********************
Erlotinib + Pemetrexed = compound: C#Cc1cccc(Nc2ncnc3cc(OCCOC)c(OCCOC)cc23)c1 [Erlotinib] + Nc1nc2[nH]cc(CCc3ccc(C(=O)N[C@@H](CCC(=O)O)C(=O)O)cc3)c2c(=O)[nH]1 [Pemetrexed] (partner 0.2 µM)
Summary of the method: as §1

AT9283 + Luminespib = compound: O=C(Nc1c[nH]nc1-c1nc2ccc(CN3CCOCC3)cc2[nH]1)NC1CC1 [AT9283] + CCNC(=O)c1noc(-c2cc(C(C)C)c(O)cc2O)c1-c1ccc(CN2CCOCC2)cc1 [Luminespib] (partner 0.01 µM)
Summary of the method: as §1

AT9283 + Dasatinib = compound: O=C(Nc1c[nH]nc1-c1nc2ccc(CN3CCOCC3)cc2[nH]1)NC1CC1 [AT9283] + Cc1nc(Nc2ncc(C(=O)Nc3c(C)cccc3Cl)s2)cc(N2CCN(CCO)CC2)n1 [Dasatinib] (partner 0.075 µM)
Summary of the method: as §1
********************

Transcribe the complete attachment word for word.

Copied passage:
Erlotinib + Pemetrexed = compound: C#Cc1cccc(Nc2ncnc3cc(OCCOC)c(OCCOC)cc23)c1 [Erlotinib] + Nc1nc2[nH]cc(CCc3ccc(C(=O)N[C@@H](CCC(=O)O)C(=O)O)cc3)c2c(=O)[nH]1 [Pemetrexed] (partner 0.2 µM)
Summary of the method: as §1

AT9283 + Luminespib = compound: O=C(Nc1c[nH]nc1-c1nc2ccc(CN3CCOCC3)cc2[nH]1)NC1CC1 [AT9283] + CCNC(=O)c1noc(-c2cc(C(C)C)c(O)cc2O)c1-c1ccc(CN2CCOCC2)cc1 [Luminespib] (partner 0.01 µM)
Summary of the method: as §1

AT9283 + Dasatinib = compound: O=C(Nc1c[nH]nc1-c1nc2ccc(CN3CCOCC3)cc2[nH]1)NC1CC1 [AT9283] + Cc1nc(Nc2ncc(C(=O)Nc3c(C)cccc3Cl)s2)cc(N2CCN(CCO)CC2)n1 [Dasatinib] (partner 0.075 µM)
Summary of the method: as §1